Exhibition Reflects on Human Rights of Learning Disabled People

Exhibition Reflects on Human Rights of People Living with Learning Disabilities

Rightful Lives is a powerful online exhibition shedding light on tender and treasured moments of learning disabled people, and their families, as well as distressing and painful experiences.

The exhibition features visual art, films, poems, photos, stories, audio recordings and more, and showcases creative expression from a variety of learning disabled people – including individuals who live with autism and learning difficulties, as well as their family members, carers, teachers and friends.

Rightful Lives is themed around human rights and through focusing on four specific articles of the Human Rights Convention, highlights how crucial right rights are in all spheres of life.

The exhibition is all the more resonant in light of the news this week that the use of restraints on NHS patients with learning disabilities has nearly doubled.

Mark Neary, one of the people behind Rightful Lives, explains the motives behind the exhibition.

“The idea was born as a reaction to the quiet denial of human rights that often seems to take place in our society with people with autism and or learning difficulties.

“Degrading language is sometimes used in reference to learning disabled people, which can create a dehumanising narrative and mean their rights are not fully upheld.”

We’ve highlighted some of the pieces in the exhibition and explained how they tie in with the relevant articles of the Human Rights Convention.

Article 3: Prohibition of Torture and Inhuman Treatment

Article 3 of the Human Rights Convention states: “No one shall be subjected to torture or to inhuman or degrading treatment or punishment.”

This means all treatment of people in ways which violate dignity and cause severe physical or mental suffering is not permitted.

From feeling as though doctors do not take their concerns seriously, to horrific stories of abuse, it is clear that not only do many learning disabled people feel they are not receiving the quality of care they should be, but their human rights are being violated.

A selection of images from Jen Fookes’ series I Can’t Do This Anymore:

Jen FookesHitting Head on a Brick Wall (Credit: Jen Fookes)
Jen FookesOne Size Fits All  (Credit: Jen Fookes)
Can’t do this Anymore  (Credit: Jen Fookes)

Article 2: The Right to Life

Article 2 of the Human Rights Convention states “Everyone’s right to life shall be protected by law.”

According to Mencap, there are 1,200 avoidable deaths of learning-disabled people every year under NHS watch.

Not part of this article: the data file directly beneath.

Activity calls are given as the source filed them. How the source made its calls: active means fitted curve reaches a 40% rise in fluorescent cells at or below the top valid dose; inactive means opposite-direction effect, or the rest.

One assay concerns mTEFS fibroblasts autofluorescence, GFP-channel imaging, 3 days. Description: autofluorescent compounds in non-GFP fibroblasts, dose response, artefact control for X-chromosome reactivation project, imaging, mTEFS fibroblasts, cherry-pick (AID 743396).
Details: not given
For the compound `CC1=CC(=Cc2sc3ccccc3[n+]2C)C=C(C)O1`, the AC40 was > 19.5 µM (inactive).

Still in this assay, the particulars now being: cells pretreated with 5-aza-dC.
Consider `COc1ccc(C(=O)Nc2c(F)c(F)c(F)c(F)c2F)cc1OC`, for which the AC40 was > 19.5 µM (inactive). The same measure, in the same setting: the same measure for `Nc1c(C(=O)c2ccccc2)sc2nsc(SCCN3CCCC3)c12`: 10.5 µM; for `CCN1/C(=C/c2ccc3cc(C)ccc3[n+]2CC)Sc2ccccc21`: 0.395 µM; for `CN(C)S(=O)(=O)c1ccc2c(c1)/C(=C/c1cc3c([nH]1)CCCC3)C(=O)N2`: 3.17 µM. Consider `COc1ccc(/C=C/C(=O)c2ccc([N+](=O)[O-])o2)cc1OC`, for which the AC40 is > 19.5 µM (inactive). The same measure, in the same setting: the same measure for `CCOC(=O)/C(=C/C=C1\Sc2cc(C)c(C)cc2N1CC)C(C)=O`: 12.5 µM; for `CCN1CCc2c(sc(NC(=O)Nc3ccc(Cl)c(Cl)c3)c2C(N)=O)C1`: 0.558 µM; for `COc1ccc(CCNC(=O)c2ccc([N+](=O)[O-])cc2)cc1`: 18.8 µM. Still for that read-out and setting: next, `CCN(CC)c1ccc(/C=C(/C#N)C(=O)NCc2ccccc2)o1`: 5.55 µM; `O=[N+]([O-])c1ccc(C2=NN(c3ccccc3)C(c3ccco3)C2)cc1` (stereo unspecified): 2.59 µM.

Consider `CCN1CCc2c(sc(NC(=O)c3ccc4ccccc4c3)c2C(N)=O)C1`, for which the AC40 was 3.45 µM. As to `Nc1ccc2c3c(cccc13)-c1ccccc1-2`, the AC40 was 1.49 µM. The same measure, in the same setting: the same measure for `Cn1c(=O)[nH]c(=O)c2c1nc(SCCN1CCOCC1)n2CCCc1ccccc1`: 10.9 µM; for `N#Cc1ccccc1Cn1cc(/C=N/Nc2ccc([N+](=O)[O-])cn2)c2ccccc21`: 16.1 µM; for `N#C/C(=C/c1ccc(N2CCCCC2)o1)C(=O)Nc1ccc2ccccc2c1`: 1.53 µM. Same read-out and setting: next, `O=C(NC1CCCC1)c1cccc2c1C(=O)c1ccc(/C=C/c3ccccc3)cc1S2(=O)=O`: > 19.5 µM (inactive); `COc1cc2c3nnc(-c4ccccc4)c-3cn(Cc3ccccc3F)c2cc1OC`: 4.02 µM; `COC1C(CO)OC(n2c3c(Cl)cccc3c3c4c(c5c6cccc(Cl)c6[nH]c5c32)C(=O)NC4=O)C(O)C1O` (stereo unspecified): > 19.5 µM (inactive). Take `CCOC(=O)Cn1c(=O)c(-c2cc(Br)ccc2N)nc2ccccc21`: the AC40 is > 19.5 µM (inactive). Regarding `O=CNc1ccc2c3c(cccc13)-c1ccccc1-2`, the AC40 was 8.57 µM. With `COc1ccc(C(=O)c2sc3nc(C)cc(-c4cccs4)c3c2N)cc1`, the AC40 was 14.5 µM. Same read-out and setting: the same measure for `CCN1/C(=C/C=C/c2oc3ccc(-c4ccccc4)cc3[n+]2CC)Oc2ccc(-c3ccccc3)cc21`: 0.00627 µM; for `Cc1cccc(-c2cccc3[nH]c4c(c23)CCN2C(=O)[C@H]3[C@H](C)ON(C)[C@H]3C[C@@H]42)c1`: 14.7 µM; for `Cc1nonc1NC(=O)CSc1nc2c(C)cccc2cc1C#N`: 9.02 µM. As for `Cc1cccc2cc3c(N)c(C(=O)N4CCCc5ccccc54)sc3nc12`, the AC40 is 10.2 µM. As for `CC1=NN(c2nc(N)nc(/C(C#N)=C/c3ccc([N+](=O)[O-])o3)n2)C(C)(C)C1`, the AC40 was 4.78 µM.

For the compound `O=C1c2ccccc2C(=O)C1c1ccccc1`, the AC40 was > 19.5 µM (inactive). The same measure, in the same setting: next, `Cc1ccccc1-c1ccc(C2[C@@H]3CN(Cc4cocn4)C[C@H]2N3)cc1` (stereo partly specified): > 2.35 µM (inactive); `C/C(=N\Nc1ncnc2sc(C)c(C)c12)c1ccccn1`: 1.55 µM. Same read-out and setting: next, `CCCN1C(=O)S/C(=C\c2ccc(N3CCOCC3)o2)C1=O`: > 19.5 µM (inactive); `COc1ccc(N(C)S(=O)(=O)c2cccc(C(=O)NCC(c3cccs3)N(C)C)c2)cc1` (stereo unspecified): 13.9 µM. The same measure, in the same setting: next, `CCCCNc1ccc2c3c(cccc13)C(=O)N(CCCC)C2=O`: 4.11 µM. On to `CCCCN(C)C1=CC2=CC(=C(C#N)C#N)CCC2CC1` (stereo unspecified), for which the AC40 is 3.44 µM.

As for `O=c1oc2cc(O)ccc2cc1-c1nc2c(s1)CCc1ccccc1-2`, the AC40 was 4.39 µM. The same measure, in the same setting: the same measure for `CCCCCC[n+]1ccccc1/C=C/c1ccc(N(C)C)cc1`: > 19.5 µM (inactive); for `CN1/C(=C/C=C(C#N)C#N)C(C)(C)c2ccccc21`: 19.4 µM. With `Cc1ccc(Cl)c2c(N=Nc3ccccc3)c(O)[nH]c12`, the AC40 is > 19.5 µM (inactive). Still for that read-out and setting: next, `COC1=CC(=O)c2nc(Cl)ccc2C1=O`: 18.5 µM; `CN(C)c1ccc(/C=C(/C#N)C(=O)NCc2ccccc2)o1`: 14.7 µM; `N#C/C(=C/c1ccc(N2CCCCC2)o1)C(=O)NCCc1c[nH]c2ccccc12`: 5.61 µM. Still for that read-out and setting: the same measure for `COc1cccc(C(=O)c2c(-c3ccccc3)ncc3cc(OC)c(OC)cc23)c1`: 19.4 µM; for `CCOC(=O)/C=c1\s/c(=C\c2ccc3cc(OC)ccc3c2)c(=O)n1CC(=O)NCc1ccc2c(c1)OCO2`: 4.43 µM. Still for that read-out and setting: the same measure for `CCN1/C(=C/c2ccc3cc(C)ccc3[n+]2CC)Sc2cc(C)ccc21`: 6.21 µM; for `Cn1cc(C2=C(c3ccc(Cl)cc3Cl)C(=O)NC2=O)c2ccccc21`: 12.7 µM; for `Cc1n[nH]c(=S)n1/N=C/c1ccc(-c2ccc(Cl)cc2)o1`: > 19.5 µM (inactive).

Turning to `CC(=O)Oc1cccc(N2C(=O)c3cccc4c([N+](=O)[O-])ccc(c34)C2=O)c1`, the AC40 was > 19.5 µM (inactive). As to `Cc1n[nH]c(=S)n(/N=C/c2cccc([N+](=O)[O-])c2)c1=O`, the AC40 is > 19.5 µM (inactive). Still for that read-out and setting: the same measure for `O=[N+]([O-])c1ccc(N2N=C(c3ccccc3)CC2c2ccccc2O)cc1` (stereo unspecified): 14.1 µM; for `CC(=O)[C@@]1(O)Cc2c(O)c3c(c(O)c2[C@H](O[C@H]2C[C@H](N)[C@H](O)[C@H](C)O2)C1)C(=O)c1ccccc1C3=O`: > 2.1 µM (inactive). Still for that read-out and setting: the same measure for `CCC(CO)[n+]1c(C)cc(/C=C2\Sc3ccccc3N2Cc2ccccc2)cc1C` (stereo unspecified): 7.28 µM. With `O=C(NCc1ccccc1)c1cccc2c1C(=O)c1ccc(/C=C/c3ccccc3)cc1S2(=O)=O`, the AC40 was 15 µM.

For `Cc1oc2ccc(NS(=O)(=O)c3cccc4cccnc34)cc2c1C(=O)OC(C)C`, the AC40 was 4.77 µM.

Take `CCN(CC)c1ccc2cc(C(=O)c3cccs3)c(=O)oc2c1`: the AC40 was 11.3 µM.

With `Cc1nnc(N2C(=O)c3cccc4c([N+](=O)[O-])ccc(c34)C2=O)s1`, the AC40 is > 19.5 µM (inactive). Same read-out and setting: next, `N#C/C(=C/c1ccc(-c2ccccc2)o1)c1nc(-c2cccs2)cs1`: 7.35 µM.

This is an extract from Julia, who’s writing about her brother Anthony. Sadly, Anthony passed away in May 2015 and an inquest recorded death by neglect.

“Standing on the neat grass outside your beloved Gallwey that warm summer afternoon, engrossed, your head bowed, scanning the ground to spot a familiar object. I called to you and your head shot up. Eyes alight and then, irrepressible loud laughter and joy! Your heart and spirit soared as you sprinted free across the grass, too funny how I had just silently appeared from nowhere.

You jumped, laughing and bursting with happiness then throwing yourself heavily to the ground! A loud thump. Whew! Strength, stamina, energy, all contained. Nothing hurt, no reason for any fuss.”

Article 5: The Right to Liberty

Article 5 of the Human Rights Convention states “everyone has the right to liberty and security of person.”

This means everyone has the right to their freedom, and to not be unfairly imprisoned. There have been various instances of learning disabled people being placed in facilities far away from their homes and families, often without parental consent.

Steven and Mark’s video shows how they harnessed the power of human rights to bring Steven home when this happened to him.

Steven and Mark Neary:

 

Article 8: The Right to a Family and Private Life

Article 8 of the Human Rights Convention states “everyone has the right to respect for his private and family life, his home and his correspondence.”

This means that individuals should generally be able to exercise autonomy in how they live their private lives, including home, family, work, health, leisure, education and relationships.

Alex’s mum expressed her son’s right to go to their local school, instead of one specifically for children with disabilities.

The poem featured here was written by Alex’s teaching assistant when he left infant school and progressed to junior school.

Alex and the right to education:

Featured image: Puppet Not Person (Jen Fookes)

 

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About the Author

Amy Rosenbaum

Journalist
View all posts by Amy Rosenbaum.
Exhibition Reflects on Human Rights of People Living with Learning Disabilities
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